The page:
Frank Isola: The U.S. national team is lucky to be part of CONCACAF

The Americans are having a tough enough time against small Central American nations, but imagine if they had to go through Europe to get to the World Cup.
It's at this time every four years when you are reminded how lucky we are to be Americans. The land of the free, home of the brave…and most of all a nation precluded from having to go through Europe in order qualify for the World Cup.

Thank you, FIFA.

The European championship underscores the level of talent and depth in Europe. Poland, which didn’t qualify for the World Cup in 2010, has two draws in its opening two matches at Euro 2012. Holland, a perennial power, is on the verge of being eliminated having lost to Denmark and Germany.

Italy tied Spain at Euro 2012 and England drew with France, a country that hasn’t lost a match in two years.

That’s not the say the United States has an easy road to World Cup 2014 in Brazil. But the level of competition, Mexico notwithstanding, affords the Americans a chance to work out the kinks and play through their mistakes.

While the best teams in Europe are slugging it out in Poland and Ukraine, the U.S. national team was fighting with everything it had to earn a point against Guatemala at Estadio Mateo Flores in Guatemala City. Clint Dempsey, of course, provided the goal and even though Guatemala equalized in the second half, Jurgen Klinsmann’s side extended its unbeaten streak against tiny Guatemala to 18 games (12-0-6). Take that Guatemala.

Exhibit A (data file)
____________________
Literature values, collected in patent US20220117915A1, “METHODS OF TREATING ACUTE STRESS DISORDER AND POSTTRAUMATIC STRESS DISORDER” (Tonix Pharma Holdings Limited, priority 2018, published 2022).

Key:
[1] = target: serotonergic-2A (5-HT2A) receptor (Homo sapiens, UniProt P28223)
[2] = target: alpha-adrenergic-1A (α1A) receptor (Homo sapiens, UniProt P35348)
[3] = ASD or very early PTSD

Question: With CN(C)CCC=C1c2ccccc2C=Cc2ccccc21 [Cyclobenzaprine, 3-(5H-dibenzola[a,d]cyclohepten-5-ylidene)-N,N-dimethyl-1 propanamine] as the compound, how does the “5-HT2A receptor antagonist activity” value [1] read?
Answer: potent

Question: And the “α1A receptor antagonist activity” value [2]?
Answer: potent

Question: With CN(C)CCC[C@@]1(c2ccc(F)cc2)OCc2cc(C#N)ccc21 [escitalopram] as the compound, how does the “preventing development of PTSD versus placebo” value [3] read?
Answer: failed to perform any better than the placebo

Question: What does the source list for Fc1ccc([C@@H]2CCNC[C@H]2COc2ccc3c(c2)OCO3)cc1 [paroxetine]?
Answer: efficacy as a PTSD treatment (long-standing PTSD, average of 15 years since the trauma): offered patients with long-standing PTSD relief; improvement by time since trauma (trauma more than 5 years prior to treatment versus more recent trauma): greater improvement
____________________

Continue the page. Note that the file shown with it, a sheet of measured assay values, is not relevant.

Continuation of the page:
The U.S. leads Group A with four points based on a better goal differential than Jamaica, which tied Antigua & Barbuda. Only two teams from the group advance to the final qualifying round and the U.S. will get out of the group. But it will also need to play better. Much better. Last week, the Americans beat Antigua & Barbuda in a match where the visitors drew to within 2-1 in the second half. A few days later, the U.S. gives up a late goal to waste two points.

“I think we saw quite an exciting game,” said Klinsmann, the U.S. coach. “We came for three points but I think at the end of the day, the tie, based on all the chances on both sides, is okay.”

Part of Klinsmann’s job is to put on a happy face every game. He’s all about the power of positive thinking and after the U.S. played five games over 18 days he has reason to be somewhat optimistic but also a little concerned as well. An impressive 5-1 win against Scotland was followed by a 4-1 loss to Brazil and a disappointing draw against Canada in Toronto leading into the two qualifying matches.


Defensively, the U.S. has found a player in German-born left back Fabian Johnson. His strength is as an attacking player and he created several good chances against Brazil. Right back Steve Cherundolo remains the most underrated player on the team. But center back Oguchi Onyewu continues to struggle and his starting position is up for grabs.

Up front, Klinsmann has a striker in Herculez Gomez who he calls “mobile,” which is a nice way of saying he works harder than any other striker on the roster. Gomez was a revelation over the past few weeks. He’s creative, intelligent and he’s relentless. He and Dempsey make for a formidable pairing.

Dempsey remains the best player on the team and they are crossing their fingers that he stays healthy over the next two years.

Luck is always a factor. So is geography. And the United States is very lucky to be qualifying in this part of the world.